(or columns) of the matrix, proceed to step 3.
Step 3: Revise the total opportunity cost matrix.
a) Subtract the lowest entry in the uncovered cells of the current total
opportunity cost matrix from all the uncovered cells.
b) Add the same lowest entry to only those cells in which the covering lines
of step 2 cross.
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The result of steps 3a) and 3b) is a revised total opportunity cost matrix.
Step 4: Repeat steps 2 and 3 until an optimal assignment having a total
opportunity cost of zero can be made.
Figure 7.2 depicts the various methods used to solve the assignment
problem by any of the following four methods.
- Enumeration method
- Simplex method
- Transportation problem
- Hungarian method
However, in this unit, we will focus on the most commonly used method, that
is the Hungarian method, to solve the assignment problems.

Fig. 7.2: Methods to Solve Assignment Problem

Objectives:
After studying this unit, you should be able to:
- interpret an assignment problem mathematically
- explain a routing problem
- describe the travelling salesman problem
- state the significance of the assignment problem
- compute the problem using the Hungarian method
- explain practical problems, such as routing problems and travelling
salesman problems

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7.2 Mathematical Formulation of the Problem
Let x
ij
be a variable defined by

=
machine j the to assigned is job i the if
machine j the to assigned not is job
x
th th
th
ij
1
th
i the if 0

Since only one job is assigned to each machine, you have

=
n
1 i
x
ij
= 1 and
=
n
1 j
x
ij
= 1
Hence, the total assignment cost is given by
z =
= =
n
1 i
n
1 j
x
ij
c
ij

Thus the assignment problem takes the following mathematical form:
Determine x
ij
0 (i, j =1 n)
Minimise z =

= =
n
1 j
n
1 i
x
ij
c
ij
Subject to the constraints

=
n
1 i

x
ij =
1 j =1, 2, n

And
=
n
1 j
x
ij
= 1 i = 1, 2 n

With x
ij
= 0 or 1

Note: In an assignment problem, if you add a real number to or subtract a
real number from each element of a row or column of the cost matrix, then
the optimum assignment for the modified matrix is also optimum for the
original one.

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Self Assessment Questions
1. In an AP, the constraints are of equality type. (True/False)
2. The number of facilities should be equal to the number of resources.
(True/False)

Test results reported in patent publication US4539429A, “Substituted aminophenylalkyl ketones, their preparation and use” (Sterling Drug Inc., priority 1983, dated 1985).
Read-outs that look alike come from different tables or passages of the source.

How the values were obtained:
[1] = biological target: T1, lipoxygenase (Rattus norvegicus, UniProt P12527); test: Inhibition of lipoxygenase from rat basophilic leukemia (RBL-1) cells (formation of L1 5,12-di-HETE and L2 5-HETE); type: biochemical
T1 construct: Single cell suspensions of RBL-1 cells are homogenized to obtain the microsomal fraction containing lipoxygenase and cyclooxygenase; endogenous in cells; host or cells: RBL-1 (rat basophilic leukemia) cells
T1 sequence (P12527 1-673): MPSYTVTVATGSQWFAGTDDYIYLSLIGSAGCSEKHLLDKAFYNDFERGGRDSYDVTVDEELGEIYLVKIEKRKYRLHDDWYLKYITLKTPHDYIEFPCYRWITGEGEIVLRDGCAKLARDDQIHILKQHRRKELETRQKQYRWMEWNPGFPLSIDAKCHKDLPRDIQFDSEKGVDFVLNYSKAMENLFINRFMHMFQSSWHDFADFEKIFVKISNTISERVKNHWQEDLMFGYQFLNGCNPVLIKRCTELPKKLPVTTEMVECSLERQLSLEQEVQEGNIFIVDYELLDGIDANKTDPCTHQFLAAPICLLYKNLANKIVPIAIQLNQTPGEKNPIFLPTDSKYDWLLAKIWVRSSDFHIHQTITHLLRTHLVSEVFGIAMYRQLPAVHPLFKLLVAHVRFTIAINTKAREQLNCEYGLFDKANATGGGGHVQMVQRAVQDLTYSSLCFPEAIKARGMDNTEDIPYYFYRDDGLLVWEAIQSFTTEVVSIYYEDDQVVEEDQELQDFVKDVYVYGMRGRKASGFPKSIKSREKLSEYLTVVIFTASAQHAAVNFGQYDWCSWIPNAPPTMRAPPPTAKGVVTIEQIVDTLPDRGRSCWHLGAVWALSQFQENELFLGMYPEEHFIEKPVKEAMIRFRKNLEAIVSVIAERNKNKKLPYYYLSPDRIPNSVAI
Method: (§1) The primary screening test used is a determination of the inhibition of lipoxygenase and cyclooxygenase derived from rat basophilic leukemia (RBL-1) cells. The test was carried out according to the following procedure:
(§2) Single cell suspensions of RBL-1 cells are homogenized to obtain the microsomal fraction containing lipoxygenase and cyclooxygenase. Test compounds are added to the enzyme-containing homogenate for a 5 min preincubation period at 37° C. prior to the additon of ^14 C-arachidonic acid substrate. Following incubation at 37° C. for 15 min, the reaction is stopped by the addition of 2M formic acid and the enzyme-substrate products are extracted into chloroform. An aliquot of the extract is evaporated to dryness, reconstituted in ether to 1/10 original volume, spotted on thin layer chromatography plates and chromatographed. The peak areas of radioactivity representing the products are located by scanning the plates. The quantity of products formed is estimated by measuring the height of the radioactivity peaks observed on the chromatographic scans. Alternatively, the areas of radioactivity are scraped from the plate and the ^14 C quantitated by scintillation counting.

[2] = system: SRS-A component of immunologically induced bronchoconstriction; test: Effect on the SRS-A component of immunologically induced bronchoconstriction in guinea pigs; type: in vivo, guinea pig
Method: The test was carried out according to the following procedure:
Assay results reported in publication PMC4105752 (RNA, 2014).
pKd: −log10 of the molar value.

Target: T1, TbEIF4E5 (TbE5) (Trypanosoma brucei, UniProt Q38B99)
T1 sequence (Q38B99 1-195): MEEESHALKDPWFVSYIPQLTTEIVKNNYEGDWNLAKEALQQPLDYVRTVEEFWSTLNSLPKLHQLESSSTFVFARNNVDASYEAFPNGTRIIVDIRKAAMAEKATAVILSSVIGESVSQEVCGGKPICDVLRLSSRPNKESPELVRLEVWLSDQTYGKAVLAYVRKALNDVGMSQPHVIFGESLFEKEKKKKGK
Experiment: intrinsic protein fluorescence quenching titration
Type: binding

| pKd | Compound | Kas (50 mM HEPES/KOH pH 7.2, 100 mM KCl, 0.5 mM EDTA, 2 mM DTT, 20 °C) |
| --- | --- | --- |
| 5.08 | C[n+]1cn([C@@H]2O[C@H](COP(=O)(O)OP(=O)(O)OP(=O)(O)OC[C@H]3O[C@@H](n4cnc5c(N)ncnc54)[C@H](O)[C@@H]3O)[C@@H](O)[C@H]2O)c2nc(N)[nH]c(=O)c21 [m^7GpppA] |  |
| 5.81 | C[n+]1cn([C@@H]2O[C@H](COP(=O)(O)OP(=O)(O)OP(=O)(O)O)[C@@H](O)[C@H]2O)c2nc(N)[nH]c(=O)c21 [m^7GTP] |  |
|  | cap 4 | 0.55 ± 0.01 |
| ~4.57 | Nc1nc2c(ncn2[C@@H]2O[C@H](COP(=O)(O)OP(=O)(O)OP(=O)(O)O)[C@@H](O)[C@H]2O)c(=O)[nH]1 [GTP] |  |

3. A balanced assignment problem is one where the number of rows the
number of columns. (True/False)

7.3 Hungarian Method Algorithm
Hungarian method algorithm is based on the concept of opportunity cost
and is more efficient in solving assignment problems. The following steps
are adopted to solve an AP using the Hungarian method algorithm.
Step 1: Prepare row ruled matrix by selecting the minimum values for each
row and subtract it from the other elements of the row.
Step 2: Prepare column-reduced matrix by subtracting minimum value of
the column from the other values of that column.
Step 3: Assign zero row-wise if there is only one zero in the row and cross
(X) or cancel other zeros in that column.
Step 4: Assign column wise if there is only one zero in that column and
cross other zeros in that row.
Step 5: Repeat steps 3 and 4 till all zeros are either assigned or crossed. If
the number of assignments is equal to number of rows present, you have
arrived at an optimal solution, if not, proceed to step 6.
Step 6: Mark () the unassigned rows. Look for crossed zero in that row.
Mark the column containing the crossed zero. Look for assigned zero in that
column. Mark the row containing assigned zero. Repeat this process till all
the makings are done.
Step 7: Draw a straight line through unmarked rows and marked column.
The number of straight line drawn will be equal to the number of
assignments made.
Step 8: Examine the uncovered elements. Select the minimum.
- Subtract it from the uncovered elements.
- Add it at the point of intersection of lines.
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- Leave the rest as is.
- Prepare a new table.
Step 9: Repeat steps 3 to 7 till optimum assignment is obtained.
Step 10: Repeat steps 5 to 7 till number of allocations = number of rows.
The assignment algorithm applies the concept of opportunity costs. The cost
of any kind of action or decision consists of the opportunities that are
sacrificed in taking that action.
Example 1
Consider the problem of assigning five jobs to five persons. The
assignment costs are depicted in table 7.1.
Table 7.1: Assignment Costs Table

Determine the optimum assignment schedule.
Solution: Applying Hungarian method
Table 7.2: Row Reduced Matrix (Optimum Assignment Schedule)

Column reduced matrix will be the same as each columns minimum
value is zero. Then you can start assigning the jobs as depicted in table